Book Review: The House of Eve by Sadeqa Johnson


My book review of The House of Eve by Sedeqa Johnson. An absolute gem of a novel, disserving every bit of the five star rating. 

Title: The House of Eve

By: Sadeqa Johnson

Genre: Historical Fiction

Pages: 384

Release Date: February 7th, 2023

Publisher: Simon & Schuster

Rating: ★★★★★


Summary from Goodreads:

From the award-winning author of Yellow Wife, a daring and redemptive novel set in 1950s Philadelphia and Washington, DC, that explores what it means to be a woman and a mother, and how much one is willing to sacrifice to achieve her greatest goal.

1950s Philadelphia: fifteen-year-old Ruby Pearsall is on track to becoming the first in her family to attend college, in spite of having a mother more interested in keeping a man than raising a daughter. But a taboo love affair threatens to pull her back down into the poverty and desperation that has been passed on to her like a birthright.

Eleanor Quarles arrives in Washington, DC, with ambition and secrets. When she meets the handsome William Pride at Howard University, they fall madly in love. But William hails from one of DC’s elite wealthy Black families, and his par­ents don’t let just anyone into their fold. Eleanor hopes that a baby will make her finally feel at home in William’s family and grant her the life she’s been searching for. But having a baby—and fitting in—is easier said than done.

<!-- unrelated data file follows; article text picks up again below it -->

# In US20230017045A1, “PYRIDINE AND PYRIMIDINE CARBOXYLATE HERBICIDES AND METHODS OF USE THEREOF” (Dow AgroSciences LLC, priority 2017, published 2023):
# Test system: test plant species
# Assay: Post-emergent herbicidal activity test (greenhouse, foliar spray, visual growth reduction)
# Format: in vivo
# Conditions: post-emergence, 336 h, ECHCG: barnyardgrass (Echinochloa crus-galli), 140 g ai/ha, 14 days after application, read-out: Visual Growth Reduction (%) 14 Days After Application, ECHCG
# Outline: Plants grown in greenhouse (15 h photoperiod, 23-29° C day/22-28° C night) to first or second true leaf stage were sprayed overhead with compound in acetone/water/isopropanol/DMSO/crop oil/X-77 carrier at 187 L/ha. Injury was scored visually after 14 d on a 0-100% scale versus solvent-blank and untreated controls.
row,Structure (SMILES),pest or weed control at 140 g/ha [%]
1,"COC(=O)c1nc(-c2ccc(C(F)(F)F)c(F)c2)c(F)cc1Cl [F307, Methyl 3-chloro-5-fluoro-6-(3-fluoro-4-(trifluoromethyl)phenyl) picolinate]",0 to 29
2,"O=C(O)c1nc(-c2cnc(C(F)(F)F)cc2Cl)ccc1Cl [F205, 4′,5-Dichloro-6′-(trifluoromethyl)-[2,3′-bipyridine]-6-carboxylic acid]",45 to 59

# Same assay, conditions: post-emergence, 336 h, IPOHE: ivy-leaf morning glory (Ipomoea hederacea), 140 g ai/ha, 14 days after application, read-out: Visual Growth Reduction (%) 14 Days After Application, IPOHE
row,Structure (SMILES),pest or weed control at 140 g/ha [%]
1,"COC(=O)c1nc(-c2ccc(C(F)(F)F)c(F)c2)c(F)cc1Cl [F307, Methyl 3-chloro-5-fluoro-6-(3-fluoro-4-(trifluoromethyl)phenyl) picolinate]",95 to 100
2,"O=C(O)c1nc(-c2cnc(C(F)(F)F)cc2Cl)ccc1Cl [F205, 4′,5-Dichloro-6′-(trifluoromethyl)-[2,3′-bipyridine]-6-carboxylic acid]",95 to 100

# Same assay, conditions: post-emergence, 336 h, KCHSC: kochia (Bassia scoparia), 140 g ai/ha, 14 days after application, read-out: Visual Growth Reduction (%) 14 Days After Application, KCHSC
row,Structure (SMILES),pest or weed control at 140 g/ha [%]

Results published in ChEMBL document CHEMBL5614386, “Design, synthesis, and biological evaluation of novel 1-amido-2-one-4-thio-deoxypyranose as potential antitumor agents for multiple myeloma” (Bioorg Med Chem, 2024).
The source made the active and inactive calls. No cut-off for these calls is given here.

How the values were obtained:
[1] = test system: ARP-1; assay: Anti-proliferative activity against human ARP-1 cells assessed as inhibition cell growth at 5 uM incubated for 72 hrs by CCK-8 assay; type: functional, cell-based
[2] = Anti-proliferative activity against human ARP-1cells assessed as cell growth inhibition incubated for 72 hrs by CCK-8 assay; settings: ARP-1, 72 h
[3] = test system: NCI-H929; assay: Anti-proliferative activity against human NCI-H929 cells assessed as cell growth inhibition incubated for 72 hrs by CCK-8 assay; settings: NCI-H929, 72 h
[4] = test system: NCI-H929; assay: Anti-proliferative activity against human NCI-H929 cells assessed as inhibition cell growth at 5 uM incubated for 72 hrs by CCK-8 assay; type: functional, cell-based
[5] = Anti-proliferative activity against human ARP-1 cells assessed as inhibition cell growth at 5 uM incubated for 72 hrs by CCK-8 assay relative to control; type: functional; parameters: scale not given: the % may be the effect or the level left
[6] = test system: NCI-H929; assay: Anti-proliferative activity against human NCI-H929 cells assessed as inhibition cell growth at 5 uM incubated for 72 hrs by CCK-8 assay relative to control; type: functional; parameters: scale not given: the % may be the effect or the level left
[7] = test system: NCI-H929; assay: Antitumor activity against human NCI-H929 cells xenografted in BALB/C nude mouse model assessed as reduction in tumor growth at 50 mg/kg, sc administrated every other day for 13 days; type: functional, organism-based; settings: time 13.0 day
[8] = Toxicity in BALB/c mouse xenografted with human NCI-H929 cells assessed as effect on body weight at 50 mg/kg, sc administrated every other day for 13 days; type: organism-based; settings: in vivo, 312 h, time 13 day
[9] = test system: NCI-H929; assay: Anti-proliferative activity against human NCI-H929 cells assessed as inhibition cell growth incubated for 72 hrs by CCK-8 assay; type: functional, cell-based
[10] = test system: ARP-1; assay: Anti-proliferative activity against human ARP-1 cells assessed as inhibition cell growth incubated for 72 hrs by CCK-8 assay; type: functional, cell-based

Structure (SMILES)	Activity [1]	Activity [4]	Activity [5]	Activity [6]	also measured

With their stories colliding in the most unexpected of ways, Ruby and Eleanor will both make decisions that shape the trajectory of their lives.


Add on Goodreads



From the very first page, I was drawn into the lives of the characters, particularly the resilient women who navigate the complexities of family, love, and societal expectations. Johnson's attention to detail breathes life into each character, making them feel like friends I couldn't help but root for.

This was an amazing read. It really highlights the segregation of black and white communities in American history and paints a heartbreaking tale of love and lose, and the atrocities bestowed upon of unwed mothers in the 1950's. 5 out of 5 stars.

No comments:

Post a Comment